• When a tab bar controller’s child is selected, you can now animate the change.
  • When a view controller is pushed onto a navigation controller’s stack, you are no longer confined to the traditional “slide in from the right” animation.
  • When a presented view controller’s view appears or is dismissed, you are no longer confined to a choice of the four UIModalTransitionStyle animations.

In the third case — a presented view controller — iOS 7 introduces a further innovation: You can position the presented view wherever you like, including the possibility of only partially covering the original interface.

In other words, the presented view controller’s view can float on top of, and partially reveal, the original view controller’s view; the user sees the views of both view controllers, one in front of the other.

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Upward Mobility: Black Magic Method Swizzling

Great hacks, great responsibility

This week, we’re going to depart from the basics, and talk about a piece of Objective-C black magic that, when used properly, can be a powerful tool. However, used incorrectly, it can cause devastation on a biblical scale. Let’s talk Method Swizzling.

Image that you have an app just about ready to go into the store, and your UI designer suddenly decides that all the UIButtons should use a different font.  Unfortunately, you have hundreds of them scattered over dozens of XIB files. Sure, you could go through and change each one by hand, but what happens if he changes his mind again?

Wouldn’t it be nice if you could programmatically force all the UIButtons in your app to use a new font? Maybe we can do it with a category? If we override the initWithCoder and initWithFrame methods of UIButton, we can call super and then set the font explicitly, right? Unfortunately, no, because super isn’t available in an overriden category method. But there is a way we can do it, using swizzling.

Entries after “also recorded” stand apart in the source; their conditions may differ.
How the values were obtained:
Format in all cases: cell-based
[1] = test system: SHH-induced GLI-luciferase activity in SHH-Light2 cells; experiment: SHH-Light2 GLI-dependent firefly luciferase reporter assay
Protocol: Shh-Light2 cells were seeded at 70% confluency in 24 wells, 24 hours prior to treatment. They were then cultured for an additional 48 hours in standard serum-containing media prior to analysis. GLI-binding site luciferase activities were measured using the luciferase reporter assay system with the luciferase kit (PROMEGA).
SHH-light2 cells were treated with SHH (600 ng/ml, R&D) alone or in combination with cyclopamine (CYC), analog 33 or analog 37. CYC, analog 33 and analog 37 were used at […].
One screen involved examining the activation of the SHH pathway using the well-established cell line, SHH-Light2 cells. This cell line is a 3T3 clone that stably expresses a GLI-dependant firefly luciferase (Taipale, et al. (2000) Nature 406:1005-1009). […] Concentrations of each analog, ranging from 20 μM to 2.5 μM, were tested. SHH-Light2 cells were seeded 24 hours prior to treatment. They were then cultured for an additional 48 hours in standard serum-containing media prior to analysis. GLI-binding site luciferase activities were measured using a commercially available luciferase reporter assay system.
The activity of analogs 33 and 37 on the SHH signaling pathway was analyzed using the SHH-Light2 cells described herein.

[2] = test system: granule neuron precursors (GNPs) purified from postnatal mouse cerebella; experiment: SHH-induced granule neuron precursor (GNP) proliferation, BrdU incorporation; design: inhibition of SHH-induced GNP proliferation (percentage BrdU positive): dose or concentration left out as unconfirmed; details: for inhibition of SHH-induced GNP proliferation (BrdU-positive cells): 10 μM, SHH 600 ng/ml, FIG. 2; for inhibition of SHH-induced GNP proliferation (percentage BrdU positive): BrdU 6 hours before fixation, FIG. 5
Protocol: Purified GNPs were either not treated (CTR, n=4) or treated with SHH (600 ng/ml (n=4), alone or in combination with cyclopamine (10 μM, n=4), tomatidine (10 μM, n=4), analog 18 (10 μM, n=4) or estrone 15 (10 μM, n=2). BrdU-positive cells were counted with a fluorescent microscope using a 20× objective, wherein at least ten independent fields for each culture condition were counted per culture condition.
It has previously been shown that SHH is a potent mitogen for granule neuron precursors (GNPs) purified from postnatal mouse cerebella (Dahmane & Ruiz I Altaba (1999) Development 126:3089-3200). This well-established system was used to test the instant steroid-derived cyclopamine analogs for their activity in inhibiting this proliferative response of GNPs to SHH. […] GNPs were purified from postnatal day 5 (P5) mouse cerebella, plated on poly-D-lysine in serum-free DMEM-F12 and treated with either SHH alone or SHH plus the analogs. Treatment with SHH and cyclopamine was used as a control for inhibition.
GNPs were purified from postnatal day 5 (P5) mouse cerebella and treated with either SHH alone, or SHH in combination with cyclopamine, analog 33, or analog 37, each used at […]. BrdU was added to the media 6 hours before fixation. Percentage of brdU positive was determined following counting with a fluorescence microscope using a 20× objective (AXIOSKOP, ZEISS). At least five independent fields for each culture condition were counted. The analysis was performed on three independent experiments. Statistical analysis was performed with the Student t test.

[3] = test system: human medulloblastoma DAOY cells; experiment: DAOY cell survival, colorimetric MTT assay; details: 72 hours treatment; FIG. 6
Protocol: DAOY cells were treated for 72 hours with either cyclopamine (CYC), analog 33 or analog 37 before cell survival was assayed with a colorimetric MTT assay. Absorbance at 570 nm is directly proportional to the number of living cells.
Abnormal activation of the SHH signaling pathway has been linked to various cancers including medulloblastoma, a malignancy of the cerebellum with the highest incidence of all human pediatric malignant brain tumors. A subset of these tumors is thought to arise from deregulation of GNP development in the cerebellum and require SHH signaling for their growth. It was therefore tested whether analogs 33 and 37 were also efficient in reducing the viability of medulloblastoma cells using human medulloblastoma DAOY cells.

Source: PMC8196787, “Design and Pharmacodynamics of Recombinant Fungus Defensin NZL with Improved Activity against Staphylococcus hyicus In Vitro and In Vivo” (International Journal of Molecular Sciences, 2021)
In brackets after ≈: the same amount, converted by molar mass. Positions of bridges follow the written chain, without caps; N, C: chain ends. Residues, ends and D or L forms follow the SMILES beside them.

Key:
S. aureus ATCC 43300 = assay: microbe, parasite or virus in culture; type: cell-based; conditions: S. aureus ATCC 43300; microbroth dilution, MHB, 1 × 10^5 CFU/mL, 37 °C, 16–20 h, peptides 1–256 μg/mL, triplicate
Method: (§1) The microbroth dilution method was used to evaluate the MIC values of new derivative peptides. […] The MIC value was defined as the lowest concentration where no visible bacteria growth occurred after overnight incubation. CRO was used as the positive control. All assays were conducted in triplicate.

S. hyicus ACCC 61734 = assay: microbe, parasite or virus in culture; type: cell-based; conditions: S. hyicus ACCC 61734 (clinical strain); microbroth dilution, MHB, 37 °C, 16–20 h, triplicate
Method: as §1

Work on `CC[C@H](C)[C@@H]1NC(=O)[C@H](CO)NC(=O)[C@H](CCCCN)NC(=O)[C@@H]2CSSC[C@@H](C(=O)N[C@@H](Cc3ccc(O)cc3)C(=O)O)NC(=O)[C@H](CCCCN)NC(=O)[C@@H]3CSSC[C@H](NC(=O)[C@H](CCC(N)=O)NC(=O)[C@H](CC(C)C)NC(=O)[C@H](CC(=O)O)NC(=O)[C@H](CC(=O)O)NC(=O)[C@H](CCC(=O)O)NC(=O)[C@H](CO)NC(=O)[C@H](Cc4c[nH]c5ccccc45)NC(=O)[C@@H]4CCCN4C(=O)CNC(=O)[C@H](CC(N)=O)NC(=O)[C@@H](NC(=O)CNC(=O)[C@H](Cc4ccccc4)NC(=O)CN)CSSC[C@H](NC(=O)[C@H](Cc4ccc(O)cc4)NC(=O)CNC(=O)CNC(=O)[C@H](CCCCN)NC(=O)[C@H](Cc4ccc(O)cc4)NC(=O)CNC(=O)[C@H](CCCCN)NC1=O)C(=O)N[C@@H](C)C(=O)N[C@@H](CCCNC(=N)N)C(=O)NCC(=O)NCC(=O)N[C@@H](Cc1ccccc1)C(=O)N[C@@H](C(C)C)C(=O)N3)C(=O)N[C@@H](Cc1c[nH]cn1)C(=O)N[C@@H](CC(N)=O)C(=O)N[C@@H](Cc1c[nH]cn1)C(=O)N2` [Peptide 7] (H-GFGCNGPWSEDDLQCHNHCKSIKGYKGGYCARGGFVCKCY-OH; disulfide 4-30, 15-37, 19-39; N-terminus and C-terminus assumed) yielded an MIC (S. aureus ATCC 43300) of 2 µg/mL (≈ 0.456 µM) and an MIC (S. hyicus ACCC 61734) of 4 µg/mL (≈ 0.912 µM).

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Mastering iOS development

Matt Neuburg has suffered through the difficult bits of iOS development so you don't have to.

Matt Neuburg is an O’Reilly author and long-time writer for tidBITS.

We sat down recently to talk about iOS development and how best to build solid apps … the secret is take the time to learn the basics.

Key points from the full video (below) interview include:

  • All of the real power in iOS development is in C. [Discussed at the 1:26 mark]
  • Don’t use the Cocoa Framework, let it use you. [Discussed at the 2:56 mark]
  • Even though you don’t have time, understanding the underlying foundation of the OS makes you better a developer. [Discussed at the 8:07 mark]
  • Take a deep breath … Apple is actually working on improving the dev experience. [Discussed at the 10:54 mark]

You can view the entire interview in the following video.

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Objective-C and Cocoa: The core of solid iOS apps

Jon Manning and Paris Buttfield-Addison share their insight on what's new with Objective-C and Cocoa

Jon Manning (@desplesda) and Paris Buttfield-Addison (@parisba) are co-founders of Secret Lab and authors of the forthcoming Learning Cocoa with Objective-C, 3rd Edition

Key points from the full video (below) interview include:

  • Embrace Objective-C’s verbosity [Discussed at the 0:30 mark]
  • Just getting started with Objective-C? Check out the WWDC videos and… [Discussed at the 1:45 mark]
  • Long awaited updates to Objective-C make a big impact [Discussed at the 2:27 mark]
  • When it comes time to submit your app to the App Store, think about it as Apple would [Discussed at the 3:47 mark]

You can view the entire interview in the following video.